3. Comprehensible Input - Teachers should make assignments clear by using vocabulary students can understand, and by providing a variety of instructional experiences including:
  • Total Physical Response - teachers use hand gestures, facial expressions, and whole body movement to illustrate concepts or vocabulary words. Students emulate the movements.
  • Vocabulary Cards -  Vocabulary Cards - Tarjetas del Vocabulario - 1500 most commonly used words in English with Spanish translations. Words are clustered by category and fold to the size of a business card.
  • Similar Words and Opposite Words - Similar Words - Palabras Similares - includes 1000 varied reading level words that are similar in spelling and pronunciation in both English and Spanish.
  • Vocabulary Picture Puzzles - Picture Puzzles - when printed from to back, these vocabulary games allow students to work alone or in pairs or small groups to discuss targeted vocabulary words in a social setting while playing a game.
  • Confusing Words Bulletin Board - students add commonly used slang phrases and idioms to a chart for other students to interpret.
  • Read Along Audio Files -
  • Video Resources -
  • Web Resources - ESL Websites Strategies - 26 sites (A-Z) that support teachers in teaching English Language Learners.
4. Student Strategies for Success - English Language Learners can benefit from knowing specific strategies to use that increase comprehension including the following:
  • Survey, Question, Read, Review Recite - Classroom Posters display the steps in each stage of SQRRR
  • Questions in a Can - teacher or student-created questions ranging from lower to higher level questions are placed in a can. Students draw questions and answer in a team discussion.
  • Gallery Walks - Students write or draw the most important ideas from a section of assigned text.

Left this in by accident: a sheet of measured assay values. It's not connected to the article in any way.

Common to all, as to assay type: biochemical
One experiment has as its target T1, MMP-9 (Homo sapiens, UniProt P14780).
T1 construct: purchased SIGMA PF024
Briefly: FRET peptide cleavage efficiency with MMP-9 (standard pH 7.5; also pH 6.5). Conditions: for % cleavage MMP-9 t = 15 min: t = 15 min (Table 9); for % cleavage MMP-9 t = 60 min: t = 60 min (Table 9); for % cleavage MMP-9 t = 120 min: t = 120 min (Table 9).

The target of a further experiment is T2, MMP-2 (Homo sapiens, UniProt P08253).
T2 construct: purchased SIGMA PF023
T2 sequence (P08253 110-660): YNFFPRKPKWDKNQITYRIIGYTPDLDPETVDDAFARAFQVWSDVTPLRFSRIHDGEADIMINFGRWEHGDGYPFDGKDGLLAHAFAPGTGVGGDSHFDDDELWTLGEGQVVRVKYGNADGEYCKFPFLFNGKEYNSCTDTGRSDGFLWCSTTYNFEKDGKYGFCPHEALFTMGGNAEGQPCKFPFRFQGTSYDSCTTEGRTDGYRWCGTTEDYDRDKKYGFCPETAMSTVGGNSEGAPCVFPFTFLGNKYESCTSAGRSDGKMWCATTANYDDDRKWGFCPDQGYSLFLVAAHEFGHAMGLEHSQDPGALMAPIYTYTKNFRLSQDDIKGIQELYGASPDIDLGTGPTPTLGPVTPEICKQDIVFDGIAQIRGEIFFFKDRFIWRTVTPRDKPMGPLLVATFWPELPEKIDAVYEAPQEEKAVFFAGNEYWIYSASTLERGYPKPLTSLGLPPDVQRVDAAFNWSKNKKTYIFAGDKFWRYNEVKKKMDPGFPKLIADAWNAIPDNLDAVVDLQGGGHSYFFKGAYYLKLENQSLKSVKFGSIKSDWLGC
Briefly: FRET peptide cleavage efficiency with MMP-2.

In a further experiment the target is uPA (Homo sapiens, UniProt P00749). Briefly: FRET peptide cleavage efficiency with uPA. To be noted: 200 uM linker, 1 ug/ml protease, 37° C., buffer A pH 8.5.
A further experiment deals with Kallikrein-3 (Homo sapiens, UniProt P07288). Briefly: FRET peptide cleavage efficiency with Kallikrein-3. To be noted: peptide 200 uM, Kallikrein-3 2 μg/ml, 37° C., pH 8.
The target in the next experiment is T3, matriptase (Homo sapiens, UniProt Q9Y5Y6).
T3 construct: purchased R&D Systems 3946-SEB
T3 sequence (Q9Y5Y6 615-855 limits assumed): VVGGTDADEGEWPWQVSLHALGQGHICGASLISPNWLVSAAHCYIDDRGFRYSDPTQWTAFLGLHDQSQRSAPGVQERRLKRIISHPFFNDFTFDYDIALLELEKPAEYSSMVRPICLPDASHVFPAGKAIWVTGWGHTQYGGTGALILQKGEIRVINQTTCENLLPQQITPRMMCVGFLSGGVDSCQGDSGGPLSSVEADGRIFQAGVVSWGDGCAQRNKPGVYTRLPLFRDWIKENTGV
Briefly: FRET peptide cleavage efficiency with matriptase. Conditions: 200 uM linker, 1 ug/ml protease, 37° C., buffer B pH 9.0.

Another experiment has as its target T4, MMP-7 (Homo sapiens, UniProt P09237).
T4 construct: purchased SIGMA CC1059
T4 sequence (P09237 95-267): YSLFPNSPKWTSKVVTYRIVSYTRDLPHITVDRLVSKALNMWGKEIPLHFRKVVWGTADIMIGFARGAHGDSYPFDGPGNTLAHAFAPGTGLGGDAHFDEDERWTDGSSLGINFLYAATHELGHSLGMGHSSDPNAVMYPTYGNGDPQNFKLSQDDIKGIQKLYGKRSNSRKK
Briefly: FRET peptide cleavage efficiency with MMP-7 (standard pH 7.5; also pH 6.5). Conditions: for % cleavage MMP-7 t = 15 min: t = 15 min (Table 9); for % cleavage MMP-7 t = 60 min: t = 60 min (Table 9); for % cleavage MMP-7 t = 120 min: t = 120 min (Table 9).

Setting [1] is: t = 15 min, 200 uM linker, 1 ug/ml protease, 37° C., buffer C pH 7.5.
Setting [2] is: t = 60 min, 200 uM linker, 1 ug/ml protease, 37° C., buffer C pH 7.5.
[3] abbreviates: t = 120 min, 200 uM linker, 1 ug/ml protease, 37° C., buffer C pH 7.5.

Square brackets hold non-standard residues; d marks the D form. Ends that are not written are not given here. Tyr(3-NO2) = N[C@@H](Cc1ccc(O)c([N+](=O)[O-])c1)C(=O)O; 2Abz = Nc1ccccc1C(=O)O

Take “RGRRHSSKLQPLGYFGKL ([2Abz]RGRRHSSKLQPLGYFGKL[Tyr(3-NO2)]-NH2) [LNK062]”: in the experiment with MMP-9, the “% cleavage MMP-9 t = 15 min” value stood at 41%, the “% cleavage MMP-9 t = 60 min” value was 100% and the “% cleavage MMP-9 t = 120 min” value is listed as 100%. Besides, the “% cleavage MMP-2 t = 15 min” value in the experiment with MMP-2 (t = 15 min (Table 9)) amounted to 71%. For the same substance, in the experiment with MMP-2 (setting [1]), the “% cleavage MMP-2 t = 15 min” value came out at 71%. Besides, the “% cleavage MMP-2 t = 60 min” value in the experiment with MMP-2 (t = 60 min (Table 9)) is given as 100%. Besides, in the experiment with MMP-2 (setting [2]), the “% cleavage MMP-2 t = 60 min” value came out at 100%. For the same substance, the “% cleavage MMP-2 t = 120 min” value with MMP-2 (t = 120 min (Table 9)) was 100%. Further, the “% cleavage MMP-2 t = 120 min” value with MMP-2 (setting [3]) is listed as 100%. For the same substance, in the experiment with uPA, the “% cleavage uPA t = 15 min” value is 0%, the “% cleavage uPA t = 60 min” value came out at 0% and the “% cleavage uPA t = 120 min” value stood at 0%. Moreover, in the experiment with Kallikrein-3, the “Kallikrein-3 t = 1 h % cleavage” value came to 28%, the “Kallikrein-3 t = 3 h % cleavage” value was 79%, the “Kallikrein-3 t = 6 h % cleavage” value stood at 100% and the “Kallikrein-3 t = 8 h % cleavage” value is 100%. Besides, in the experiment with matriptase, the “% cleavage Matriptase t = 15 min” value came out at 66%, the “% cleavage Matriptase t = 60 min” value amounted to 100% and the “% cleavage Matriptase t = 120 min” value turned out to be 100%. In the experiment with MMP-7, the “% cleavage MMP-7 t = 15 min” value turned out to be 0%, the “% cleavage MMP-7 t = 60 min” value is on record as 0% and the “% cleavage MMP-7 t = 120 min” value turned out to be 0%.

• Split Page Note Taking - Before reading, students write who, what, when, where, or why questions on the left side of the page and after reading, students write answers on the right side.
  • Similarities and Differences Using a Venn Diagram 
5. Interactions - Student-to-teacher and student-to-student interactions can be enhanced through the following:
  • Sufficient Wait Time - In most classrooms, students are typically given less than one second to respond to a question posed by a teacher. Research shows that under these conditions students generally give short, recall responses or no answer at all rather than giving answers that involve higher-level thinking. Increasing the wait time from three to seven seconds results in an increase in: 
    1) the length of student responses
    2) the number of unsolicited responses
    3) the frequency of student questions
    4) the number of responses from less capable children
    5) student-student interactions
    6) the incidence of speculative responses. In addition to pausing after asking questions, research shows that many of these same benefits result when teachers pause after the student's response to a question, and when teachers do not affirm answers immediately.